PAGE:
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‘Atomic tests at the Nevada Proving Grounds (later the Nevada Test Site) show effects on well-kept homes, homes filled with trash and combustibles, and homes painted with reflective white paint. Asserts that cleanliness is an essential part of civil defense preparedness and that it increased survivability. Selected for the 2002 National Film Registry of “artistically, culturally, and socially significant” films.’
Originally a public domain film from the Library of Congress Prelinger Archives, slightly cropped to remove uneven edges, with the aspect ratio corrected, and one-pass brightness-contrast-color correction & mild video noise reduction applied.
The soundtrack was also processed with volume normalization, noise reduction, clipping reduction, and/or equalization (the resulting sound, though not perfect, is far less noisy than the original).
The House in the Middle is the title of two American documentary film shorts, respectively from 1953 and 1954, which showed the effects of a nuclear bomb test on a set of three small houses. The black-and-white 1953 film was created by the Federal Civil Defense Administration to attempt to show that a clean, freshly painted house (the middle house) is more likely to survive a nuclear attack than its poorly maintained counterparts (the right and left houses). A color version was released the next year by the National Clean Up – Paint Up – Fix Up Bureau, a “bureau” invented by the National Paint, Varnish and Lacquer Association trade group (now known as the American Coatings Association).
In 2001, the Library of Congress deemed the 1954 film “culturally, historically, or aesthetically significant” and selected it for preservation in the National Film Registry.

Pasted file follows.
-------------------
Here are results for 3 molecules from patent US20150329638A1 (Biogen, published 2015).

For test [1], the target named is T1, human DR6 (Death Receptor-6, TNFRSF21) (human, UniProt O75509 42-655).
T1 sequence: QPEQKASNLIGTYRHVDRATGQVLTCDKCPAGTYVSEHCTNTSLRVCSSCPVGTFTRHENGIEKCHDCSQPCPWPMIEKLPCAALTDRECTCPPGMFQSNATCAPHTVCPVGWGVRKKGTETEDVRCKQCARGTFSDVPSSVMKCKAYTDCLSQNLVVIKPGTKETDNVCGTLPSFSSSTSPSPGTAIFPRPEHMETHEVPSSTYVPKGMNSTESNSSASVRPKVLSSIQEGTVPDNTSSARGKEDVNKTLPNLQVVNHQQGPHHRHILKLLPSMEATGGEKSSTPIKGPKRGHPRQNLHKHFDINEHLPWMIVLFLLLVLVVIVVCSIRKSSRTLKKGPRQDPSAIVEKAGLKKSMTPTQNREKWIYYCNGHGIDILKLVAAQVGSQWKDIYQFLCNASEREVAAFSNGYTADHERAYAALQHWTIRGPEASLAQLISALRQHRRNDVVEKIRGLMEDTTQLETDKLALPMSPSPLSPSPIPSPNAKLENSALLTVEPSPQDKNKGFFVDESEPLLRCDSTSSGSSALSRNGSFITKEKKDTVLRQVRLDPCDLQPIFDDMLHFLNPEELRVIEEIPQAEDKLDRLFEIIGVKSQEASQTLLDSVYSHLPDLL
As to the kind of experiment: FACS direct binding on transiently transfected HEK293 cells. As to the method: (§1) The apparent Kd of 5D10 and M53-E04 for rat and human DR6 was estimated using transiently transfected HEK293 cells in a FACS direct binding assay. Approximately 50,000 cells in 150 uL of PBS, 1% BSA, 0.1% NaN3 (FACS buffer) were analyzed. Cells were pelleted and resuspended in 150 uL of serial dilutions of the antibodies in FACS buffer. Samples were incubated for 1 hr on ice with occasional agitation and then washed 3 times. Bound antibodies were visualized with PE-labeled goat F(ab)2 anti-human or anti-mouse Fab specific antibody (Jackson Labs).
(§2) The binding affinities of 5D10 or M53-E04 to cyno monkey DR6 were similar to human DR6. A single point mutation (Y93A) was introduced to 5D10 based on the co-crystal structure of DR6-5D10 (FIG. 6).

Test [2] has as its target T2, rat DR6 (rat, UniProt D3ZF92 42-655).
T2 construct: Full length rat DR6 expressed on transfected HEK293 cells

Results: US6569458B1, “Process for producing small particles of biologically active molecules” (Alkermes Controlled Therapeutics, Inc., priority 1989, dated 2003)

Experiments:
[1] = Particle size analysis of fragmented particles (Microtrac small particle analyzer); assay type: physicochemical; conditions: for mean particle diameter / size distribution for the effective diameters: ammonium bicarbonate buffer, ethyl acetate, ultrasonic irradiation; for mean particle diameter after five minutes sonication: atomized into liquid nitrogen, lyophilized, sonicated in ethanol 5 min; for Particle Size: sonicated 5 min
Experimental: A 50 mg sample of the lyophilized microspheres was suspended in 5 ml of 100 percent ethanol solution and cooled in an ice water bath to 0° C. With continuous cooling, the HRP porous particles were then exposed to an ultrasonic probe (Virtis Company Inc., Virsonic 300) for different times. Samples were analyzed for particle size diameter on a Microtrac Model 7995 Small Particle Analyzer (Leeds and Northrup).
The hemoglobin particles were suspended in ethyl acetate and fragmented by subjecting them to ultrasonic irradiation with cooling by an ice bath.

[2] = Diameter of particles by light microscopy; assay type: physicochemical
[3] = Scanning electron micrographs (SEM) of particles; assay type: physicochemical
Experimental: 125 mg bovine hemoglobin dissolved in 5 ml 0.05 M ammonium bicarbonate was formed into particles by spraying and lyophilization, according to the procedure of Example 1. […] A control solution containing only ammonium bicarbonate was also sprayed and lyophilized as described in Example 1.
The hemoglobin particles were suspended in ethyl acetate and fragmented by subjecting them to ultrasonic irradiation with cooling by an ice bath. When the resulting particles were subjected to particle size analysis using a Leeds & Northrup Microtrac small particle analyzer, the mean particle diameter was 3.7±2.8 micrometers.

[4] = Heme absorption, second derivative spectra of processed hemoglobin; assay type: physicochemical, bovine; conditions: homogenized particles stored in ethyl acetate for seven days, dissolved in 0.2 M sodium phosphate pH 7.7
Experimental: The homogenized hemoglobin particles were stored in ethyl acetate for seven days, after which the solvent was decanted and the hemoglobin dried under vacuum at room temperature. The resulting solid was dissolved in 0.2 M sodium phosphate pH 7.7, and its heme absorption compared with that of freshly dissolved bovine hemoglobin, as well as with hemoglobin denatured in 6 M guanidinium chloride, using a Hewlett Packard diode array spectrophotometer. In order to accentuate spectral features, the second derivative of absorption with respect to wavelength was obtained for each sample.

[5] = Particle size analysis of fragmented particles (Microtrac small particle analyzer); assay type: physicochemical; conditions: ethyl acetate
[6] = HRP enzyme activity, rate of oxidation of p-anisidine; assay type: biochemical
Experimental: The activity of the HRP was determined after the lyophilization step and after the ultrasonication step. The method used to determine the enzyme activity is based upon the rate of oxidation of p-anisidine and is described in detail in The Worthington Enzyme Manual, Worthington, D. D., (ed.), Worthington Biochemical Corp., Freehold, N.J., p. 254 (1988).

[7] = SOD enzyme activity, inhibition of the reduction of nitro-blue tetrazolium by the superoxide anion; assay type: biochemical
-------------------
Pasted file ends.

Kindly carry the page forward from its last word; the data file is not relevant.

…The test device, codenamed Encore, was detonated at 8:30 local time by performing an airdrop of a Mk-6D bomb from 19,000 feet with a B-50 Superfortress over Area 5 at the Nevada Test Site. At 2,423 feet, the bomb detonated, although it was fifteen feet west and nine hundred and thirty seven feet south of its designated target. The estimated yield of the weapon was 30-36 kilotons, although it yielded twenty-seven kilotons. In the codename “Encore”, the letter “E” was a reference to the “effects” of weapons testing.
As Encore was an effects test, multiple objects were subjected to the blast, including trees. Since the Nevada Test Site sits in a desert and does not contain trees, the United States Forest Service transported 145 Ponderosa pines from a nearby canyon to Area 5. The trees were then placed in holes at Frenchman Flat, and cemented into the ground, 6,500 feet from ground zero. The initial release of thermal radiation ignited many of the trees, and the subsequent blast wave blew them over. Model houses built for the test were recorded to produce the Civil Defense film The House in the Middle.
Soldiers were brought in to view the blast as part of the Desert Rock exercises. 3,500 soldiers from all over the country participated in the exercises, and were formed into Combat Battalion teams. In addition to this, six hundred high-ranking personnel and congressmen were on hand to view the exercises, which were aimed to “indoctrinate troops in atomic weapons in order that they will know how to protect themselves and their equipment in event of an enemy atomic attack in combat situations”.